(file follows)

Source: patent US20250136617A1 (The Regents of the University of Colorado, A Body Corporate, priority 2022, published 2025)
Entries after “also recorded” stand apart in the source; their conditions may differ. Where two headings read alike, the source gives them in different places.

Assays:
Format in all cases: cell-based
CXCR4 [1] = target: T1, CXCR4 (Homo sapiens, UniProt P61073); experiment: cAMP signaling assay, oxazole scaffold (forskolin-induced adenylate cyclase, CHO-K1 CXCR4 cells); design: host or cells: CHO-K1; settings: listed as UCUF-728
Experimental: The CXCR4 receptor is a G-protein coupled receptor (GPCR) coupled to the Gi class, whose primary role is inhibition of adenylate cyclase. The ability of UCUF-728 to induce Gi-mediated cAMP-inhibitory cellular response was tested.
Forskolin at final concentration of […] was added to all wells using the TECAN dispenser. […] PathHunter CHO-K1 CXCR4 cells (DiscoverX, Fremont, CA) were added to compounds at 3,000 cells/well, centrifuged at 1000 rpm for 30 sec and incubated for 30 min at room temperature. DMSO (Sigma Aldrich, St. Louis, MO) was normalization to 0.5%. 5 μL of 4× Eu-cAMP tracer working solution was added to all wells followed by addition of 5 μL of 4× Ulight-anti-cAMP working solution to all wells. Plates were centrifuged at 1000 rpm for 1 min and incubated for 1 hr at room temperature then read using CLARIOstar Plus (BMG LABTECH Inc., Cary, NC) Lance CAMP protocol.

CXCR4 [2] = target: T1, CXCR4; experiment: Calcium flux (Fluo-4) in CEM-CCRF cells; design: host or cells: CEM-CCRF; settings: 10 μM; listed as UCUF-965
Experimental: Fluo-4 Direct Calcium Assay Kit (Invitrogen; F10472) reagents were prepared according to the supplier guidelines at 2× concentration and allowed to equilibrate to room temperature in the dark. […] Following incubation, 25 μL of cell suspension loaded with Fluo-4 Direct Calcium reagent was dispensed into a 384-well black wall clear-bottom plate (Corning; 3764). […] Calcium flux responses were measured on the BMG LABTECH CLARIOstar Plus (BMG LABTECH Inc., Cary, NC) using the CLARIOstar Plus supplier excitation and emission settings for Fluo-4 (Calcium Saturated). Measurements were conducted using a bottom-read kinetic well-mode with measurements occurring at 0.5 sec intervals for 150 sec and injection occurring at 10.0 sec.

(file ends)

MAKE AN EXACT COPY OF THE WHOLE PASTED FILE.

Source: patent US20250136617A1 (The Regents of the University of Colorado, A Body Corporate, priority 2022, published 2025)
Entries after “also recorded” stand apart in the source; their conditions may differ. Where two headings read alike, the source gives them in different places.

Assays:
Format in all cases: cell-based
CXCR4 [1] = target: T1, CXCR4 (Homo sapiens, UniProt P61073); experiment: cAMP signaling assay, oxazole scaffold (forskolin-induced adenylate cyclase, CHO-K1 CXCR4 cells); design: host or cells: CHO-K1; settings: listed as UCUF-728
Experimental: The CXCR4 receptor is a G-protein coupled receptor (GPCR) coupled to the Gi class, whose primary role is inhibition of adenylate cyclase. The ability of UCUF-728 to induce Gi-mediated cAMP-inhibitory cellular response was tested.
Forskolin at final concentration of […] was added to all wells using the TECAN dispenser. […] PathHunter CHO-K1 CXCR4 cells (DiscoverX, Fremont, CA) were added to compounds at 3,000 cells/well, centrifuged at 1000 rpm for 30 sec and incubated for 30 min at room temperature. DMSO (Sigma Aldrich, St. Louis, MO) was normalization to 0.5%. 5 μL of 4× Eu-cAMP tracer working solution was added to all wells followed by addition of 5 μL of 4× Ulight-anti-cAMP working solution to all wells. Plates were centrifuged at 1000 rpm for 1 min and incubated for 1 hr at room temperature then read using CLARIOstar Plus (BMG LABTECH Inc., Cary, NC) Lance CAMP protocol.

CXCR4 [2] = target: T1, CXCR4; experiment: Calcium flux (Fluo-4) in CEM-CCRF cells; design: host or cells: CEM-CCRF; settings: 10 μM; listed as UCUF-965
Experimental: Fluo-4 Direct Calcium Assay Kit (Invitrogen; F10472) reagents were prepared according to the supplier guidelines at 2× concentration and allowed to equilibrate to room temperature in the dark. […] Following incubation, 25 μL of cell suspension loaded with Fluo-4 Direct Calcium reagent was dispensed into a 384-well black wall clear-bottom plate (Corning; 3764). […] Calcium flux responses were measured on the BMG LABTECH CLARIOstar Plus (BMG LABTECH Inc., Cary, NC) using the CLARIOstar Plus supplier excitation and emission settings for Fluo-4 (Calcium Saturated). Measurements were conducted using a bottom-read kinetic well-mode with measurements occurring at 0.5 sec intervals for 150 sec and injection occurring at 10.0 sec.